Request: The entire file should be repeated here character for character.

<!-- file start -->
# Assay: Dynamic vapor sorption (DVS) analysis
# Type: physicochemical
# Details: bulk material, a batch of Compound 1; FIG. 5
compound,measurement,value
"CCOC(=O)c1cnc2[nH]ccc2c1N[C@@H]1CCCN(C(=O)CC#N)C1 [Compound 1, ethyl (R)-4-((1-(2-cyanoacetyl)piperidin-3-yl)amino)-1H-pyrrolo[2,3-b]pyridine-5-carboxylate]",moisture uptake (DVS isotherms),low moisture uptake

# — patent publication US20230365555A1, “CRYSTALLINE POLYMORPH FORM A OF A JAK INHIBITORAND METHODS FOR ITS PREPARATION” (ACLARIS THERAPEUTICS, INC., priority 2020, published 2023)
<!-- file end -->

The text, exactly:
# Assay: Dynamic vapor sorption (DVS) analysis
# Type: physicochemical
# Details: bulk material, a batch of Compound 1; FIG. 5
compound,measurement,value
"CCOC(=O)c1cnc2[nH]ccc2c1N[C@@H]1CCCN(C(=O)CC#N)C1 [Compound 1, ethyl (R)-4-((1-(2-cyanoacetyl)piperidin-3-yl)amino)-1H-pyrrolo[2,3-b]pyridine-5-carboxylate]",moisture uptake (DVS isotherms),low moisture uptake

# — patent publication US20230365555A1, “CRYSTALLINE POLYMORPH FORM A OF A JAK INHIBITORAND METHODS FOR ITS PREPARATION” (ACLARIS THERAPEUTICS, INC., priority 2020, published 2023)